Wednesday, August 19, 2009

North Carolina Court Upholds Second Parent Adoption, Setting Precedent for Same-Sex Parents

North Carolina's only out state Senator, Julia Boseman, had the adoption of her daughter upheld yesterday by the state's Court of appeals. Her daughter's biological mother, and Boseman's ex, Melissa Jarrell, tried to have her parental rights voided.

After four years together, Boseman and Jarrell decided to have a child, and Jarrell gave birth in 2002 to their daughter through insemination. The couple filed for second-parent adoption which was granted three years later. Common use of adoption statues usually terminates the biological mother's rights, but the court ruled it had the power to waive this, granting both mothers full parental rights.

The following year, the couple broke up. After Jarrell began limiting her access to her daughter, Boseman filed for joint custody. Jarrell objected saying Boseman's adoption should be void because, though North Carolina doesn't say gays and lesbians couldn't adopt, it doesn't say they can.

A three-judge panel of the court disagreed in their decision.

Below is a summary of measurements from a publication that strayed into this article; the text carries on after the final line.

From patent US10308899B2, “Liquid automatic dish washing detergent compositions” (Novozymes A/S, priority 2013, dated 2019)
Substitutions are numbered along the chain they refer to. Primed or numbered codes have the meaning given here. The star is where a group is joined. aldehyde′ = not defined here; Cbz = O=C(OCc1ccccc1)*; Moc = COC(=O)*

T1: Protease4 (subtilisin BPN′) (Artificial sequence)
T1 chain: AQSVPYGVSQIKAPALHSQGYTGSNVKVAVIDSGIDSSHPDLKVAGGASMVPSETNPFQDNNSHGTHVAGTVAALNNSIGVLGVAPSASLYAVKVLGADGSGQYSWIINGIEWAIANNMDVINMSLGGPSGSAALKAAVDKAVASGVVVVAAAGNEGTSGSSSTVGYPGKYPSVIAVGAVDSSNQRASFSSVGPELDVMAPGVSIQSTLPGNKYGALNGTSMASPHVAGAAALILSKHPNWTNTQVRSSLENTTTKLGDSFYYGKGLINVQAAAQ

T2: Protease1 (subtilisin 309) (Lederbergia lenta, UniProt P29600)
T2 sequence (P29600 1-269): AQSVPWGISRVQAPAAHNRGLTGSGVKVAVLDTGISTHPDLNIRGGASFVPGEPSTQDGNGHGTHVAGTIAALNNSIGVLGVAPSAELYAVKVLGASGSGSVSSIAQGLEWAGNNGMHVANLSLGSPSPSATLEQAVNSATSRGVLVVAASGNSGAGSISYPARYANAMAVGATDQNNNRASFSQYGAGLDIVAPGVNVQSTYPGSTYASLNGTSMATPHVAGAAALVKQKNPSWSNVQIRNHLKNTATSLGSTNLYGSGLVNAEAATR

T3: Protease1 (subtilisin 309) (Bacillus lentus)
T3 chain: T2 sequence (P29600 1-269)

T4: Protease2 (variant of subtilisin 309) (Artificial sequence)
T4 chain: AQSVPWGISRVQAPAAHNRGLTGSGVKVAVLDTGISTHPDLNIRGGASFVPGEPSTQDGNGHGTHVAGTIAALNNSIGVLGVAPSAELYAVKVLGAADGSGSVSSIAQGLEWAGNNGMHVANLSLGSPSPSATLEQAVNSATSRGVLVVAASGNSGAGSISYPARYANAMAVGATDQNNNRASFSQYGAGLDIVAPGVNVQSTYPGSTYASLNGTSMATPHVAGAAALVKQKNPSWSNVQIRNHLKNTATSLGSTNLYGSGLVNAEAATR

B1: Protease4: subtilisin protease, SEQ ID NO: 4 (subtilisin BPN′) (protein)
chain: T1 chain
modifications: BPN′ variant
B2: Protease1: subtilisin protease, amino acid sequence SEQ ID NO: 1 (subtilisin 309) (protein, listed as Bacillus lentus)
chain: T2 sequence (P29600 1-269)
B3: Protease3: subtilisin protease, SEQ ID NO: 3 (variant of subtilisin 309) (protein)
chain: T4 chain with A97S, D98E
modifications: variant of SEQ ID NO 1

"While [state law] does not specifically address same-sex adoptions, these statutes do make clear that a wide range of adoptions are contemplated and permitted, so long as they protect the minor’s 'needs, interests, and rights,'" Judge Wanda Bryant wrote in the opinion.

The News & Observer reports, "State law governing adoption does not specifically mention adoption by same-sex couples. Jim Lea, a domestic law specialist in Wilmington and one of Boseman's attorneys said that such adoptions have already been occurring. But the court opinion affirms the right of gay and lesbian couples to adopt."

"'Now I think it's very clear that if a couple chooses to go out and adopt the child and execute the necessary waivers, that homosexual couples can adopt children,' Lea said. 'To say that a couple should not be able to adopt a child because they're gay, on that reason alone is just plain wrong.'"

This is the second bit of good news this week coming from North Carolina. Just this past Monday, the city council of Durham passed a non-binding resolution in support of marriage equality.

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